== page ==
For nearly three months, parishioners at St. Peter Catholic Church in Cameron, Wisconsin, were praying for the safe return of one of their own -- 13-year-old Jayme Closs.
When parishioners heard the news that she had escaped her abductor Jan. 10 and was safe, their prayers switched to gratitude.
The parish sign said, "Praise God Welcome Home Jayme," after its Mass times listing. It joined dozens of messages that had sprung up in signs and storefronts across the Wisconsin town and neighboring towns cheering the teen's safety.
"Our prayers have been answered and God is good," parishioner JoAnn Trowbridge told the local NBC affiliate, WEAU, after Jan. 13 Mass at St. Peter. She also said she thinks their prayers may have been answered because "God got sick of us nagging him."
St. Peter, in the Diocese of Superior, is where Jayme attended religious education classes and Mass with her parents, James and Denise, who were murdered Oct. 15, 2018. Their funeral Mass was celebrated at the church Oct. 27.
Superior Bishop James P. Powers said in a Jan. 11 message to priests and parish leaders that he hoped all parishes would add a "thanksgiving petition to God" during Masses that Jayme was found alive and safe. He said that during her nearly three-month captivity, she had to endure "God knows what kind of physical and mental torture as we kept her in our prayers asking for her safe return."
"We now want to keep her in our prayers asking God's healing touch on her body, mind and spirit," he said in a message posted on the Facebook page of the Catholic Herald, Superior's diocesan newspaper.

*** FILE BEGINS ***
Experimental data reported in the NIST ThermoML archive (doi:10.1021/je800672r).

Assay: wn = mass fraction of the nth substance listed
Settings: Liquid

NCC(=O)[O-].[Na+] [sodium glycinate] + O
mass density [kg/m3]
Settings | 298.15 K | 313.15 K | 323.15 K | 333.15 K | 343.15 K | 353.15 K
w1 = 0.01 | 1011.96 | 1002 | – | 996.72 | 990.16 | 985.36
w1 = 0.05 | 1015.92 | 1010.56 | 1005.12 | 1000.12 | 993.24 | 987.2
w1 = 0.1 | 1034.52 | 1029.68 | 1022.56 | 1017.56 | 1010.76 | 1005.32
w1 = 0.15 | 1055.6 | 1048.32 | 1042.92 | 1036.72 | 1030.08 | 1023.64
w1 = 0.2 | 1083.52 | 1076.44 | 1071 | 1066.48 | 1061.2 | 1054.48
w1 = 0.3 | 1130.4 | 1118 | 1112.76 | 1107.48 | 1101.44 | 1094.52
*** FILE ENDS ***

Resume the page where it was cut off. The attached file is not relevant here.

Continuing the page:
Jake Patterson, 21, has been charged with couple's murder and with kidnapping Jayme, both of which he has confessed to, according to a criminal complaint released Jan. 14 by the Barron County District Attorney.
Jayme was found in the town of Gordon, about 70 miles from her home in Barron, when she escaped the cabin in the woods where she had been held for 88 days and met a woman walking a dog who took her to a nearby home and called police.
Barron County Sheriff Chris Fitzgerald told reporters when he announced the teen's return that she was back through the "hope and the prayers in this community and what everybody did."
He also primarily praised the teen saying: "She took that first step. Taking that step was just unbelievable." He said when people talk about this kind of situation with their kids they need to advise them: "Never give up hope, keep your prayers alive. When you get into a situation, you never give up."
Jayme is currently staying with an aunt. Her grandfather told The Associated Press that she is "in exceptionally good spirits."
St. Peter Church will hold a special service of Thanksgiving for her return Jan. 20.
During the parish's Jan. 13 Mass, parishioners prayed for Jayme and her family and for all who had searched for the teen while she was missing.
They said they want her to know of their support in the weeks, months and years ahead, particularly that she can "handle this and get her life back together," as one parishioner put it.